A 22-day nationwide manhunt for two escaped convicts that ended on Sunday reinforces one of the biggest lessons in the history of fugitives: They don't usually get very far.
Police across the country had been hunting for the pair, Richard Matt, 49, and David Sweat, 35, since June 6, when they broke out of the maximum security Clinton Correctional Facility prison in Dannemora, New York.
The prison is just about 20 miles east of a hunting cabin in Owl Lake, New York, where police first caught their trail last weekend, after a cabin owner reported a break-in and spotted a man sprinting away from the crime, leaving behind some socks and a peanut butter jar. The cabin is only six miles south of Malone, New York, where police officers killed Matt on Friday, and 17 miles from Constable, New York, where they found Sweat on Sunday.
Matt and Sweat's close proximity to the prison was entirely predictable, based on the history of fugitives like them, crime experts say. In most cases, petty crimes committed not far from the scene of flight reveals the whereabouts of escapees.
"Most often a simple tip from the public and standard police work is how escapees are found," prisons policy researcher Bryce Peterson of the Urban Institute in Washington D.C. told BuzzFeed News. Capture after an otherwise unremarkable break-in by hungry fugitives, Peterson said, "is how the trajectory of escapes often ends."
That's not where authorities chasing the fugitives were looking, however. A full-scale manhunt for the two fugitives 280 miles southwest of the prison on the Pennsylvania border only ended on Monday. New York Gov. Andrew Cuomo speculated last week that the two convicted murderers could be "in Mexico by now," and U.S. Marshals put the escapees on a nationwide most-wanted list.
Instead, the two escaped murderers' escape ended about five miles south of the Canadian border.
Matt and Sweat had lost their intended ride out of town as soon as they escaped.
That's according to what Lyle Mitchell, the husband of a prison worker, Joyce Mitchell, told NBC News.
He said on Monday that the escapees had looked to his wife to provide a getaway car.
With no car or help from the local community, the two were stuck walking away from the prison in the "vast scope of the north country of the Adirondacks," as Guess put it, a forest filled with rugged ridges and hills in New York state. Stealing a car there would have generated immediate police attention, and likely a quick capture.
"Movement entails effort, energy, and risk. The last is a particularly critical factor in prison escapes," criminologist Kim Rossmo of Texas State University, San Marcos, told BuzzFeed News by email. "Based on all this, it is clear that 'near' is a more probable search area than 'far'," to find fugitives, he added.
Guess, the State Police major, had warned people in upstate New York that Sweat and Matt were dangerous and should not be approached.
Although the men were "certainly dangerous," Peterson said, his own research has found that even violent criminal escapees rarely commit violent crimes as they try to hide, because it would draw immediate attention from police.
In this case, a shotgun hole in a camper reportedly alerted police to Matt's location. When challenged by a U.S. Customs and Border Protection team, Matt didn't drop a 20-gauge shotgun he had stolen during his escape, according to Cuomo. He was shot three times in the head, according to a coroner's report, when the police caught up with him.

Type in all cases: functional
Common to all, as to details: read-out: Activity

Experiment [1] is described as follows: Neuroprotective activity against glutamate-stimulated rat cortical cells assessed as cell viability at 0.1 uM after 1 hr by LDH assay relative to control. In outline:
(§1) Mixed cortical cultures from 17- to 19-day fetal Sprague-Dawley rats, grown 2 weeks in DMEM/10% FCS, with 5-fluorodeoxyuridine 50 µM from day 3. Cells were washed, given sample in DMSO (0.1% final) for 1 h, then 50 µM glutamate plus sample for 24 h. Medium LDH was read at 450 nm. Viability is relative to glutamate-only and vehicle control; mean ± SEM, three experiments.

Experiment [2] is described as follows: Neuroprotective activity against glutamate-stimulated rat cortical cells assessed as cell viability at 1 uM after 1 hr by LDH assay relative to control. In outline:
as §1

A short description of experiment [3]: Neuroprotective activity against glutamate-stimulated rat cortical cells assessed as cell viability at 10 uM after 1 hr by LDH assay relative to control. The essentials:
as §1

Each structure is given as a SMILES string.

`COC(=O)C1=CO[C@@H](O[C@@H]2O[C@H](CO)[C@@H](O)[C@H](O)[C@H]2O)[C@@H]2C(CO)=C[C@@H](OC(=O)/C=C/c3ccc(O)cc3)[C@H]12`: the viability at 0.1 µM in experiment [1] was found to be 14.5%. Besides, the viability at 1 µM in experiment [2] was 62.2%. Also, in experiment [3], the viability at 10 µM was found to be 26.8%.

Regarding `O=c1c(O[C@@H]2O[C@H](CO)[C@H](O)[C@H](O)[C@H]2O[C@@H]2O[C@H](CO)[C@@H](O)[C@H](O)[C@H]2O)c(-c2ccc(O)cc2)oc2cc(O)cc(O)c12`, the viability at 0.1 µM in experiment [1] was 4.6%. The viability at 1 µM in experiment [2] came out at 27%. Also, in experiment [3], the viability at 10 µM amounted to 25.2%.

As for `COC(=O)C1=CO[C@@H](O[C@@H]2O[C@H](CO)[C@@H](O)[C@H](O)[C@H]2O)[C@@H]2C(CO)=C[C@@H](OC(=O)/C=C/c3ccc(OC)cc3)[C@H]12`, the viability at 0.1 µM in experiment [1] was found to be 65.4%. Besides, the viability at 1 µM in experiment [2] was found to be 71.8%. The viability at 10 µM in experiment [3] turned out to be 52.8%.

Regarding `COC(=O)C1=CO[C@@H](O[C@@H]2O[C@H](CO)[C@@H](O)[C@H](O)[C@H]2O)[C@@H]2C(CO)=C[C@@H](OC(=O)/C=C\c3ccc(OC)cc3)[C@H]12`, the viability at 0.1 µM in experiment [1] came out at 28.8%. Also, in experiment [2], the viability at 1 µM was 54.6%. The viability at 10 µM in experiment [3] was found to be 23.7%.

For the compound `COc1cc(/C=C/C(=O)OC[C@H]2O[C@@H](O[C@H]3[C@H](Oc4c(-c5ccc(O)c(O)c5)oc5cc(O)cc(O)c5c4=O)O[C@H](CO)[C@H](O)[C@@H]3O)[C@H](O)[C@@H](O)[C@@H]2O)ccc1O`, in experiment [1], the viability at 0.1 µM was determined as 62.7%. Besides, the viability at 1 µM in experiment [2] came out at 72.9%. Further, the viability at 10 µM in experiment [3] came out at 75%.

Two days later, Sweat was shot by a New York State trooper, amid a search that involved roughly 1,000 officers from state, federal, and tribal police forces.
"Most guys are caught, that's how it goes overwhelmingly," Peterson added.
Though the manhunt was typical, plenty about their escape defies the normal story.
"Most escapes aren't planned and involve elaborate tools," Peterson said. "They are usually crimes of opportunity."
A 2005 Prison Journal report suggested that around 88% of prison escapes are actually nonviolent "walkaways" from low-security prisons. And escape rates have dropped steadily since the 1990s, even as incarceration numbers mounted.
Only a handful of escapes, 8%, involved "ingenious or sophisticated planning," the study found, in a subset of escapes noteworthy enough to generate news coverage.
Even more unusual, Sweat and Matt apparently acquired plans of their prison's interior walls and understood them well enough to cut out into the correct ducts, leaving a note behind before emerging from a steam pipe in the streets of Dannemora.
"The most fascinating and really curious part is how they knew how to get out and where to go. That's remarkable," Peterson said. The noise of the tools must have been loud and also demands an explanation, he added. So far, two prison workers have been arrested for helping the escapees.
Another weird thing about the escape is that while pairs of inmates escaping in sophisticated breakouts is not unusual, they most often split up to make capture harder. "People are looking for two escapees, so usually they go their separate ways to avoid expectations," Peterson said. "That way they don't know each other's plans and can't give anything away if they are caught."
There is one thing, though, that wasn’t at all predictable about the hunt: its ending.
Despite movies such as Thelma and Louise or Butch Cassidy and the Sundance Kid mythologizing outlaws dying in a shootout, death at the hands of police is an unusual coda to the June escape. Shootouts or similarly violent recapture happens in fewer than than 1% of all escapes.
"Very unusual, but not surprising given the circumstances surrounding this particular escape," Peterson said. After all, the pair faced a lifetime in solitary confinement after recapture. "The more motivated they are to be out, the more likely they are to use violence."